I was invited by Mark Reyland, a well respected blogger, innovator and inventor who has dedicated his blog to helping inventors, to share my insights on 3d printing, prototyping and inventors. To see the article on his blog www.inventoropinion.com or read on.
Mark and I had a great conversation the other day about inventors, prototyping and things that many don’t know when they first start working on a new idea. Since I’ve been a 3D printing sales rep for the last 14 years, he asked if it would be possible to share insights on some of the most common mistakes people make when it comes to prototyping their invention.
I eagerly took on the opportunity to share, as I’m already helping inventors by informing and guiding them on the 3d printing process and what their next steps might be on a daily basis. What I find most interesting thought is that many inventors are contacting me because they believe a prototype (or a patent) should be at the top of their too do list, until they learn more from our conversation.
Based on my experience, here are the top 3 mistakes many inventors make when it comes to prototyping and how you can avoid them:
- Prototyping Too Soon: Naturally, inventors are excited to get started on a prototype because it’s a gratifying part of the invention development process and it’s fun! They finally have a chance to hold their idea in their hand that was once only a thought in their head. However, starting on a prototype too soon cannot only waste money but also valuable time, as you may have to go back and fix mistakes that could have been avoided. Inventors should take a few important steps before prototyping such as research, learning more about their competition and customers, not to mention if their idea even has the potential to be a profitable one.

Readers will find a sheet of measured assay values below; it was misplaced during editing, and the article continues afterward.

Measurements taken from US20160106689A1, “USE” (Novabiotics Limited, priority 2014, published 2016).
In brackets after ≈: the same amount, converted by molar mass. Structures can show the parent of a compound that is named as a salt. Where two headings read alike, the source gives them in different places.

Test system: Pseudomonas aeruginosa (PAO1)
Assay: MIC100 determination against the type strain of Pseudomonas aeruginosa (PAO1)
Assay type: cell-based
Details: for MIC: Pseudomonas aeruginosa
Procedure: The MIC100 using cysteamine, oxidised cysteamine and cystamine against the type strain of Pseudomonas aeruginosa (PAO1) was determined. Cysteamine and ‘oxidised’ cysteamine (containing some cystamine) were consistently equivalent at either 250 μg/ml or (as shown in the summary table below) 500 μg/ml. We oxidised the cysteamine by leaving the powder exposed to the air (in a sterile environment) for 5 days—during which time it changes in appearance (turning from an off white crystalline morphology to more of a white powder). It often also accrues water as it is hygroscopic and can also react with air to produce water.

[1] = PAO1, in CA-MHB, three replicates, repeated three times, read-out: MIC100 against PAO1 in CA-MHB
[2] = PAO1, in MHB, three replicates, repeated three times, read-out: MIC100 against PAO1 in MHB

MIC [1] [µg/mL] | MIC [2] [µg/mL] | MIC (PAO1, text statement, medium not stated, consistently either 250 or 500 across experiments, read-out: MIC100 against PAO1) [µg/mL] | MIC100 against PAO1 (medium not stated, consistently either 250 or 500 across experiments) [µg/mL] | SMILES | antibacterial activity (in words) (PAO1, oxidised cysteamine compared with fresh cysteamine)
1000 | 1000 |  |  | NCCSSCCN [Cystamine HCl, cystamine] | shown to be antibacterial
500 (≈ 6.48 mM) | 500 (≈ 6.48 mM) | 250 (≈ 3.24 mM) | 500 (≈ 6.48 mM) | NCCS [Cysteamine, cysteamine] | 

- Unprepared for 3D Printing: For those interested in having a part quoted or 3d printed, a proper 3D CAD (computer aided drawing) file is required first. Asking for a ballpark quote based on a description will be of little value. Often inventors place a great deal of focus on the cost of a 3D printed part before they take the steps that should be their priority, including the creation of their CAD drawings. 3D printing is just one cost (and can often be one of the lowest costs) when bringing an invention to market and as a result, it shouldn’t be used a deciding factor as to whether or not you can afford to purse your invention.
- Victim of the Media: I’ll be the first to admit that while 3d printing is pretty amazing and has helped a lot of people bring their invention to life, it’s still not quite as close to Star Trek Replicator technology as the media may have you believe. For example, it can only build what is supplied in the 3D CAD file, parts are restricted to the limited materials available, final quality may not look “store bought” and working components and finishes are often added after the part is printed. Once you do a little research on what 3d printing really offers, you can better decide if, or how it can be used to benefit your invention.
Although I could easily go on for days about prototyping and inventions, I’ll instead invite you to visit our website at to download our free eBook, 5 Proven Ways to Set Your Invention Up For Success. Our eBook and website will share how we are helping inventors with straight-forward information and steps to take in order to bring their invention to life as quickly and economically as possible.